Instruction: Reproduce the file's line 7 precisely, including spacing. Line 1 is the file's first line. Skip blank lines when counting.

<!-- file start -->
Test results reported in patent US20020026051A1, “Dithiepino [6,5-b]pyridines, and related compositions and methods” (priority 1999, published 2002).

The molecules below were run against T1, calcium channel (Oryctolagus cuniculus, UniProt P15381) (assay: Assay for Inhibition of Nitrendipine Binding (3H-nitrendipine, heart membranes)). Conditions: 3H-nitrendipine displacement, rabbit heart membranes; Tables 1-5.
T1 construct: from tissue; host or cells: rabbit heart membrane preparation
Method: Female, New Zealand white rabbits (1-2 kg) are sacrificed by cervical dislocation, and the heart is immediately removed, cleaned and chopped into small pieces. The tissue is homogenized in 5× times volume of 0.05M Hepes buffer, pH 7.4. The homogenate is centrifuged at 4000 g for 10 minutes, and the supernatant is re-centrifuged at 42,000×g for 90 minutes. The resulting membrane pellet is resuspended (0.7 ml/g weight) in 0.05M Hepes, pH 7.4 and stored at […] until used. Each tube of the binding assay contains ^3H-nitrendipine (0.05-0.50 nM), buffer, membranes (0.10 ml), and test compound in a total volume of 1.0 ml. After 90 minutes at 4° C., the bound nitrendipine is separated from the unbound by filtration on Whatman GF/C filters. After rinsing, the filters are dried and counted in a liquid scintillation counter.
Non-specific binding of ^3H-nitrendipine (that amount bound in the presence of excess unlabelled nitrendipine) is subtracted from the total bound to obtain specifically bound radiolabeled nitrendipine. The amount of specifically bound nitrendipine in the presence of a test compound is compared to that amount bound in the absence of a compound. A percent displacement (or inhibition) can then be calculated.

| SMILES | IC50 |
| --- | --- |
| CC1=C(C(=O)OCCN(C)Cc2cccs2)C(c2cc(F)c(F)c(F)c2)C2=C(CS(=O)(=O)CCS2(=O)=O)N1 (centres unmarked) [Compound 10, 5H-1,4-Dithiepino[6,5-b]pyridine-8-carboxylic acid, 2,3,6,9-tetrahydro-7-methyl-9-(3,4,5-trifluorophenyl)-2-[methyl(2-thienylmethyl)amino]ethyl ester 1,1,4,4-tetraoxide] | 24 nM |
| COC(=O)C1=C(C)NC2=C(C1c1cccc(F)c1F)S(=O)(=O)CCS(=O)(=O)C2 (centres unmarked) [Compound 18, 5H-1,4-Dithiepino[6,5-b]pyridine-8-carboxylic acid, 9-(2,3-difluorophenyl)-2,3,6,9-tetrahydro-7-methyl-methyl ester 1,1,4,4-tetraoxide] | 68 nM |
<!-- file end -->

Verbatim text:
| --- | --- |